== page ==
Photos courtesy of Lauren Kooistra and Rachel Schrock. 

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Commemorating with Milk

We couldn’t make the Memorial Day blueberry pancakes this morning because we ran out of milk.  I was the one dressed already, so I volunteered to drive to the store.

It was a little after 8:00 AM.

It was just a trip for milk.

I left my children in their pajamas and my husband hovering over his ingredients.  I’d have to be quick.

I’m turning the corner out of our neighborhood, and all of a sudden, like something bounding out of a dark woods into my car, I’m aware that I’m really, really happy.  The realization struck with such force that it astonished me.  For someone who battled the black haze of depression for nearly a decade, I am still amazed and celebrate the sheer joy that accompanies feeling good.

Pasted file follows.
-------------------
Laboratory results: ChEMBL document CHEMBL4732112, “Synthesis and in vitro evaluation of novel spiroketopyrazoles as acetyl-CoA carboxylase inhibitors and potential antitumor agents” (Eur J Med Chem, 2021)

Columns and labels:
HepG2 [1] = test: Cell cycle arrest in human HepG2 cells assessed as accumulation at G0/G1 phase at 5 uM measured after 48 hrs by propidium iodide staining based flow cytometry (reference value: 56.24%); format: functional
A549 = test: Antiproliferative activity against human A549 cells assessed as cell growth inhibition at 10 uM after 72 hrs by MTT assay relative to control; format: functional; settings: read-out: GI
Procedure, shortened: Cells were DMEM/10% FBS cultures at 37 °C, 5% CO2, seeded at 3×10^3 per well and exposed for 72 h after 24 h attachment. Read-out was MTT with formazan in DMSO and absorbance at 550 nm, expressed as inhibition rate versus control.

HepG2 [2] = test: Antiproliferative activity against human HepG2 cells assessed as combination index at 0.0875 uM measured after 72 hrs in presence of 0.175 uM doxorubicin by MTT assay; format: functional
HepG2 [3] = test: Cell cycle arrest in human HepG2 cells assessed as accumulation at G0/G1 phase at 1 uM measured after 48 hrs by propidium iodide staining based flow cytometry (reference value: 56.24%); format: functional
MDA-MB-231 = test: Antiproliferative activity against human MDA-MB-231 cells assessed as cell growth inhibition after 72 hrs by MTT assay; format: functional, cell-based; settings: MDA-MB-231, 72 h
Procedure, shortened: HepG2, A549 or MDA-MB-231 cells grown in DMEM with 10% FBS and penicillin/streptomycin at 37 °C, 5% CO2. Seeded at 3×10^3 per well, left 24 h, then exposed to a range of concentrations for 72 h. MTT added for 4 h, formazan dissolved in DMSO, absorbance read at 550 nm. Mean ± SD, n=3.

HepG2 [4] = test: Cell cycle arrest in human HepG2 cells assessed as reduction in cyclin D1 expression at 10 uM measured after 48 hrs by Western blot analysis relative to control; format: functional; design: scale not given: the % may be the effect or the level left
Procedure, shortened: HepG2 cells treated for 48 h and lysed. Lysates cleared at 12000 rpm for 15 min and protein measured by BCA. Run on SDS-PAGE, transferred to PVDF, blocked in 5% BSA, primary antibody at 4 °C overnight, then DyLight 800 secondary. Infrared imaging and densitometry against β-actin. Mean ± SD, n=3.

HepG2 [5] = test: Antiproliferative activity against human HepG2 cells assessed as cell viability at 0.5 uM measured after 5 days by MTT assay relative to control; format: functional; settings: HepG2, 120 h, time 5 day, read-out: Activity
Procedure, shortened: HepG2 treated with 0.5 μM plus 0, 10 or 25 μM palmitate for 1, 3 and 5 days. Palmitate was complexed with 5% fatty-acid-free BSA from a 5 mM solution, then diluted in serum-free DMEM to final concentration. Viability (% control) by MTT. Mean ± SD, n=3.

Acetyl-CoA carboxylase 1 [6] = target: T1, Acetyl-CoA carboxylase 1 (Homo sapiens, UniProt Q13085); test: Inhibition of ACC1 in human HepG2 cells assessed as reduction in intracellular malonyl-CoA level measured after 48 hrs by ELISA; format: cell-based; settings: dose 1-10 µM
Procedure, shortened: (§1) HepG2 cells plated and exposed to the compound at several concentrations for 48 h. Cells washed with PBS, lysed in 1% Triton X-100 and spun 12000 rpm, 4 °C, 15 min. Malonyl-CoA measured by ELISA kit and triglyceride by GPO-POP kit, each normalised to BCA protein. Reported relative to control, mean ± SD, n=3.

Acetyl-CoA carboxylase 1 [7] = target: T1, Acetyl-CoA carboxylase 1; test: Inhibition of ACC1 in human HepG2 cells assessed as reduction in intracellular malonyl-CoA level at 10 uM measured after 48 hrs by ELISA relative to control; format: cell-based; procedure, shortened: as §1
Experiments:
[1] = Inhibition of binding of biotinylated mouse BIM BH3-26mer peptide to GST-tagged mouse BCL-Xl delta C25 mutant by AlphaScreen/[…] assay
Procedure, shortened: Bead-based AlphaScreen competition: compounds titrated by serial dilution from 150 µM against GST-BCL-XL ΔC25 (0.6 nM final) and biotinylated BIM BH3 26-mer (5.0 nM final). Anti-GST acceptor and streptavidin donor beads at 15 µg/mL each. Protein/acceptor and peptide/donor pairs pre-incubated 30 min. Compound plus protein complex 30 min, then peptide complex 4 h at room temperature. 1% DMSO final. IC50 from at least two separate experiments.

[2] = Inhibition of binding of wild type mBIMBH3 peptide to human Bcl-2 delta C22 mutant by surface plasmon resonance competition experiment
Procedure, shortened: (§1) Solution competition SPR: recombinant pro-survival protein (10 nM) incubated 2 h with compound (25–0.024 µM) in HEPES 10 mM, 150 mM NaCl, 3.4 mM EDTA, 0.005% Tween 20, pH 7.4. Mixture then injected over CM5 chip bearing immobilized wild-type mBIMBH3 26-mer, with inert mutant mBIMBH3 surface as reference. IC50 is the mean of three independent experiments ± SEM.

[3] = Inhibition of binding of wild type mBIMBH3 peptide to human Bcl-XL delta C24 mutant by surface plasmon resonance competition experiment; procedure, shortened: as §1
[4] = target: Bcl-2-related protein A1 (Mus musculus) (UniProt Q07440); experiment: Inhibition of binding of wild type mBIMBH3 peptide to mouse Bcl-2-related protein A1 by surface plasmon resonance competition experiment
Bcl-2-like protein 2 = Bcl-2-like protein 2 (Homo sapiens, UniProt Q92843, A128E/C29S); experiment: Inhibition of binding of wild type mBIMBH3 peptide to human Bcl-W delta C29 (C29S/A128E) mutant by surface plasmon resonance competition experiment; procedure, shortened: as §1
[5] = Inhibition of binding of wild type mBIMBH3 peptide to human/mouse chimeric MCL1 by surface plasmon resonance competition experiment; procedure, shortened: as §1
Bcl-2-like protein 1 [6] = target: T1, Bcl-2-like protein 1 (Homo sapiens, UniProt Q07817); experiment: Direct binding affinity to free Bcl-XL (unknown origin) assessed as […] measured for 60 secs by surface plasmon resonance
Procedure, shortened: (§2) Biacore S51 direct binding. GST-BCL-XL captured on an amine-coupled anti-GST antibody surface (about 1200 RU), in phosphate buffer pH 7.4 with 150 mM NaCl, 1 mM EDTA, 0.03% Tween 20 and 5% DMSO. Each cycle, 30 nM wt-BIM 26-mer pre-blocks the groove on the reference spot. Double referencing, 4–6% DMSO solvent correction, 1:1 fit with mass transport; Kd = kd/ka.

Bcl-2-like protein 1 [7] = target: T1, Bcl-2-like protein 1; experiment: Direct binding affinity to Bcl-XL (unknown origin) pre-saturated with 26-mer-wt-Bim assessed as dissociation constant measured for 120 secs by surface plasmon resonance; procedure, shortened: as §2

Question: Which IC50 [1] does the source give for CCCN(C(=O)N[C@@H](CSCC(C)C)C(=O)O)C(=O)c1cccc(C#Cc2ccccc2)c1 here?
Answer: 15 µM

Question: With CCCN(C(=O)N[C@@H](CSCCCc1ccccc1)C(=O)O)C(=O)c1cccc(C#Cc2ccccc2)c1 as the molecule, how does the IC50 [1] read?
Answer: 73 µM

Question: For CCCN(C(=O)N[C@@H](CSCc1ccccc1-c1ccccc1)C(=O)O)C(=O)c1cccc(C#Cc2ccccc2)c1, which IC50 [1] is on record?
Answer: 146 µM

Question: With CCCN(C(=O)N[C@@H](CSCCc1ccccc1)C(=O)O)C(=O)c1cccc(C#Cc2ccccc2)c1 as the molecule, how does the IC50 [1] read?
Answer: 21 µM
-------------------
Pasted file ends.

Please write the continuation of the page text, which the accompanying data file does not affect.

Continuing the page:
I was so thankful this morning to be alive.  I was so thankful for what the holiday weekend represented–commemorating soldiers who died to secure freedom.  We’d commemorate them in ways they would want us to: we’d eat pies, swim in the public pool, gather for a potluck dinner.  What a gift this life is–this simple life that bursts with beauty in all these hidden places if I just look . . .

Living with flair means I commemorate, with ceremony and observation, how thankful I am for battles won, large or small. And I remember the fallen by being fully alive–fetching milk early Monday for blueberry pancakes eaten in peace, with a family, around a simple kitchen table.